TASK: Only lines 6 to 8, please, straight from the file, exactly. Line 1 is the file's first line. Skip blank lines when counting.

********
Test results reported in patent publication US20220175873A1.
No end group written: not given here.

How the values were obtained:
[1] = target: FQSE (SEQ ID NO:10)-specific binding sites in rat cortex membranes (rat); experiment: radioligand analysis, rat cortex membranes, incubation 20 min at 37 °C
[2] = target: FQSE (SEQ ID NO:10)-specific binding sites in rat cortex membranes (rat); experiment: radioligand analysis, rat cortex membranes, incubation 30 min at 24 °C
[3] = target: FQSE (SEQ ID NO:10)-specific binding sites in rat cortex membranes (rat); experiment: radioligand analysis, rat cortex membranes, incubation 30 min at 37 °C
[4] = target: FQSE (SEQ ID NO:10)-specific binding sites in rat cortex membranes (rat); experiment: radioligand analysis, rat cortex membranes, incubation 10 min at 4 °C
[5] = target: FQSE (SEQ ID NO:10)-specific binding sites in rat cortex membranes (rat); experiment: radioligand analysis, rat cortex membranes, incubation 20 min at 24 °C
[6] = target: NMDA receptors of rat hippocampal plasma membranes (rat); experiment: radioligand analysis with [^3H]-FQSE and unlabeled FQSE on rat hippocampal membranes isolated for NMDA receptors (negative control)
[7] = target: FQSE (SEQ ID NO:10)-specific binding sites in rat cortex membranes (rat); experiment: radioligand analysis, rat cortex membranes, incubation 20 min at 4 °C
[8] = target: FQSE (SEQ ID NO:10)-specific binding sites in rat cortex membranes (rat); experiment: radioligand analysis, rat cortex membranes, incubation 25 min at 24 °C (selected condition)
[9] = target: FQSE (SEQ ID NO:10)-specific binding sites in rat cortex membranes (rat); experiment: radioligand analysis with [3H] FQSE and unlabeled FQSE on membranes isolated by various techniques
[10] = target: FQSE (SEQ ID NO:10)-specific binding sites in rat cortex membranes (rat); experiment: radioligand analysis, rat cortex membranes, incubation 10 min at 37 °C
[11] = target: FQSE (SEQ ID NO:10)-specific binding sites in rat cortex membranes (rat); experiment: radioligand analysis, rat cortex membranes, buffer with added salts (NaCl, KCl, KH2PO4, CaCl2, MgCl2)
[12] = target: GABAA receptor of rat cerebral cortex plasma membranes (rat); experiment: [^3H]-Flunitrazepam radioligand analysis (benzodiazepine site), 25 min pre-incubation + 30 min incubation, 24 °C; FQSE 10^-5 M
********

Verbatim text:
[3] = target: FQSE (SEQ ID NO:10)-specific binding sites in rat cortex membranes (rat); experiment: radioligand analysis, rat cortex membranes, incubation 30 min at 37 °C
[4] = target: FQSE (SEQ ID NO:10)-specific binding sites in rat cortex membranes (rat); experiment: radioligand analysis, rat cortex membranes, incubation 10 min at 4 °C
[5] = target: FQSE (SEQ ID NO:10)-specific binding sites in rat cortex membranes (rat); experiment: radioligand analysis, rat cortex membranes, incubation 20 min at 24 °C